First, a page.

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Young Pulse shooter embraces steep learning curve

Amelia Walmsley, centre, with Pulse team-mates and flatmates, Maddy Gordon and Parris Mason. Photo: PhotoWellington

An astute student of the game, teenaged Te Wānanga o Raukawa Pulse shooter Amelia Walmsley has answered the varied challenges of top-flight netball to deliver a captivating breakout season.

Unexpectedly thrust into the starter’s role as the side’s main shooter from Round 1, the 1.92m Walmsley has gone on to pocket two MVP performances, coming along in leaps and bounds in the early days of a blossoming career while helping the Pulse stay in the race for the Finals Series.

Starting all games during the season and playing most of the 60 minutes in each is a complete reversal of what the 19-year-old had been expecting, which was building on her court-time experience with more minutes than the handful she had last season. And she’s done that in spades.

``I’m just really enjoying it. There’s definitely been some slip-ups, but I think, not with the excuse of my age, but just not having as much experience, that is kind of expected and I’m, every game, just trying to improve,’’ Walmsley said.

Coming to the Pulse straight out of Howick College in 2022, Walmsley started her ANZ Premiership education predominantly from the training court and bench last season, surrounded by experience, which has been key to her development.

``I’m a very visual person, so watching and observing is definitely a big part of how I process things and how I learn. So, being able to watch someone as clinical as Aliyah (Dunn) and also just watching the court craft of Tiana (Metuarau) and everyone on court, has provided things that I can add to my game,’’ she said.

Improved strength and conditioning have allowed the tall shooter to hold her own in the physical battles that unfold in the circle, while the mental component has played an equally important role.

``That’s something I always consider before a game, that I am potentially an underdog and people don’t really know who I am and how I play as of yet, so I think it’s something they can try and pick at a bit, my age, my inexperience and trying to get into my head,’’ she said.

``I’m definitely an over-thinker but have been told that I have quite a strong poker-face, so people don’t tend to know unless I’m really rattled.

``On court, I try and stay as calm as possible. You can only do so much, and so if you just have a strong mind, you’re most likely going to have a strong body, too.’’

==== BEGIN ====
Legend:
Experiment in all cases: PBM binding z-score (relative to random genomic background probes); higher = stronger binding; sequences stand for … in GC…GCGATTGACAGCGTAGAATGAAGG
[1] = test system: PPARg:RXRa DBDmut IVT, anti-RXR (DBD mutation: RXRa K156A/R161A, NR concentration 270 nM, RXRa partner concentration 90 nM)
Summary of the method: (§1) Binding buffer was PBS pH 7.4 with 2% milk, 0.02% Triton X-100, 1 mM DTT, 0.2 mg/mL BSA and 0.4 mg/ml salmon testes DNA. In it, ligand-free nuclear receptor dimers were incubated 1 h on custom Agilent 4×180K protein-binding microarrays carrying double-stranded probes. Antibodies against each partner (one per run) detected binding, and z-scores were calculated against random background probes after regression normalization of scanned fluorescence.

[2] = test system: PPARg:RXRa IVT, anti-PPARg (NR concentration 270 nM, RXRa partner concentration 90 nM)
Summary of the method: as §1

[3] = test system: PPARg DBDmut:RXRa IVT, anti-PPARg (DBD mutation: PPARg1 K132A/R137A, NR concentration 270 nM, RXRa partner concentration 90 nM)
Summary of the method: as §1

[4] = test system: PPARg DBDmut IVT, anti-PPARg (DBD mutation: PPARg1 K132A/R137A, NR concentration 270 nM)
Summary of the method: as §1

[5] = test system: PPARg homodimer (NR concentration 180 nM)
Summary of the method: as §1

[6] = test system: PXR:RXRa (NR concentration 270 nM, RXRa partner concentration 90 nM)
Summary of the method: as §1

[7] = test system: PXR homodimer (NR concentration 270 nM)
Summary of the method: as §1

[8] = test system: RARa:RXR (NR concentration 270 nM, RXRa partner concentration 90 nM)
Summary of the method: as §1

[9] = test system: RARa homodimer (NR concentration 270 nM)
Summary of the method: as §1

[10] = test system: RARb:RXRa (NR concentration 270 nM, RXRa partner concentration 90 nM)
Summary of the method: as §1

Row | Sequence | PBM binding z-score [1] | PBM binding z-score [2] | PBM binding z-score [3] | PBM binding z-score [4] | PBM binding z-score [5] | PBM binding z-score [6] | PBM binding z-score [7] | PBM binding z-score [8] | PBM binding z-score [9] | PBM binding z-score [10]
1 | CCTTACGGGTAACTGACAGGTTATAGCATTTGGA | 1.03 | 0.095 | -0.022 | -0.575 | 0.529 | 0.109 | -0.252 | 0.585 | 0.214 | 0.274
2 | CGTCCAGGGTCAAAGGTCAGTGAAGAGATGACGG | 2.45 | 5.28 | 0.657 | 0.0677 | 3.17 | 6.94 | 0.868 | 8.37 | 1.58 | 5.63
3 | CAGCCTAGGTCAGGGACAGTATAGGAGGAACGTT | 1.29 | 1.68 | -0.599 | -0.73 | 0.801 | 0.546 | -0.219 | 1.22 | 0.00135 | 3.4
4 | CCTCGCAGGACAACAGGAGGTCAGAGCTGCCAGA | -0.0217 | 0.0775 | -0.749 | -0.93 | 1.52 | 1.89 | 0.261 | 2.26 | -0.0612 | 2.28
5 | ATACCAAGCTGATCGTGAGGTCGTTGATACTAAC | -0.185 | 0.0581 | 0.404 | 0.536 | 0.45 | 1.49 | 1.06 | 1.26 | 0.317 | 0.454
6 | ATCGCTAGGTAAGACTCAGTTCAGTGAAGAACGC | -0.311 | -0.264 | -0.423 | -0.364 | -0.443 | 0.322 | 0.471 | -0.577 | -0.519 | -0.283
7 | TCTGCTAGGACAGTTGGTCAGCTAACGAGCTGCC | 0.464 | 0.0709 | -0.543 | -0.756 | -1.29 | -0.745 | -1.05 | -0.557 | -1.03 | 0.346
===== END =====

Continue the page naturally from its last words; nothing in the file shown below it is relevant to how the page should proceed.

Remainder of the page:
In the hot seat, there’s also the added pressure of shooting goals and how to cope with the ones that don’t drop.

``It’s difficult and definitely something I’ve had to learn to do, just with the additional pressure of this environment,’’ Walmsley said. ``I’m not used to missing goals and that has happened a bit recently, so it’s definitely something I have to move past fast.

``We’ve talked about the whole mindset of just dropping it and moving on, what’s next and it’s something I’m continuing to work on.’’

Pulse coach Yvette McCausland-Durie couldn’t be happier with Walmsley’s steady improvement.

``She’s made really good progress and it’s been incremental. Each week there’s something new that she’s been able to add to her game and there’s still more to go which is the exciting piece,’’ she said.

``She’s a real determined athlete and that’s what’s allowed her to be successful under all sorts of pressure. She really works hard to look at her game and is keen to be better.’’

With a double-header looming, and the race for the play-offs remaining extra tight, the Pulse are looking no further than Saturday’s game against the Southern Steel in Invercargill. That is followed by a quick turnaround and a match-up with the Tactix in Christchurch on Monday.

``The Steel are getting closer and closer to winning. We know that’s something they’re not going to shy away from, they’re itching for a win, which makes them very dangerous,’’ Walmsley said.

Studying for a Bachelor of Communications, majoring in digital marketing, Walmsley shares a flat with team-mates and fellow TikTok queens Maddy Gordon and Parris Mason.



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